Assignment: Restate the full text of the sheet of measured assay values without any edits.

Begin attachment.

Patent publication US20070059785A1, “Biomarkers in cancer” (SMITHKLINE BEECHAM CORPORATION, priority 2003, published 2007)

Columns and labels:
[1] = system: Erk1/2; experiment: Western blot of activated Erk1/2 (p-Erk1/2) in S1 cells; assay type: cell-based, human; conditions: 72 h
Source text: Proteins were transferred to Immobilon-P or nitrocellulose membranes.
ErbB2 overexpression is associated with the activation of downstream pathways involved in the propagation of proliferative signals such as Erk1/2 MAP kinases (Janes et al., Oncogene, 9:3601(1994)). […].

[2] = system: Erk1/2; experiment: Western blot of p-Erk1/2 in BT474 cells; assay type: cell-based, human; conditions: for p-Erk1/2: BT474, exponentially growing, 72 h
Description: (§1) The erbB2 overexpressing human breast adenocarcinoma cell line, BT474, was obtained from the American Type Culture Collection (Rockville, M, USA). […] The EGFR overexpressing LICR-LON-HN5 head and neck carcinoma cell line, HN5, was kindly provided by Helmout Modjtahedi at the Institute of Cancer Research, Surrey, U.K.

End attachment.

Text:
Patent publication US20070059785A1, “Biomarkers in cancer” (SMITHKLINE BEECHAM CORPORATION, priority 2003, published 2007)

Columns and labels:
[1] = system: Erk1/2; experiment: Western blot of activated Erk1/2 (p-Erk1/2) in S1 cells; assay type: cell-based, human; conditions: 72 h
Source text: Proteins were transferred to Immobilon-P or nitrocellulose membranes.
ErbB2 overexpression is associated with the activation of downstream pathways involved in the propagation of proliferative signals such as Erk1/2 MAP kinases (Janes et al., Oncogene, 9:3601(1994)). […].

[2] = system: Erk1/2; experiment: Western blot of p-Erk1/2 in BT474 cells; assay type: cell-based, human; conditions: for p-Erk1/2: BT474, exponentially growing, 72 h
Description: (§1) The erbB2 overexpressing human breast adenocarcinoma cell line, BT474, was obtained from the American Type Culture Collection (Rockville, M, USA). […] The EGFR overexpressing LICR-LON-HN5 head and neck carcinoma cell line, HN5, was kindly provided by Helmout Modjtahedi at the Institute of Cancer Research, Surrey, U.K.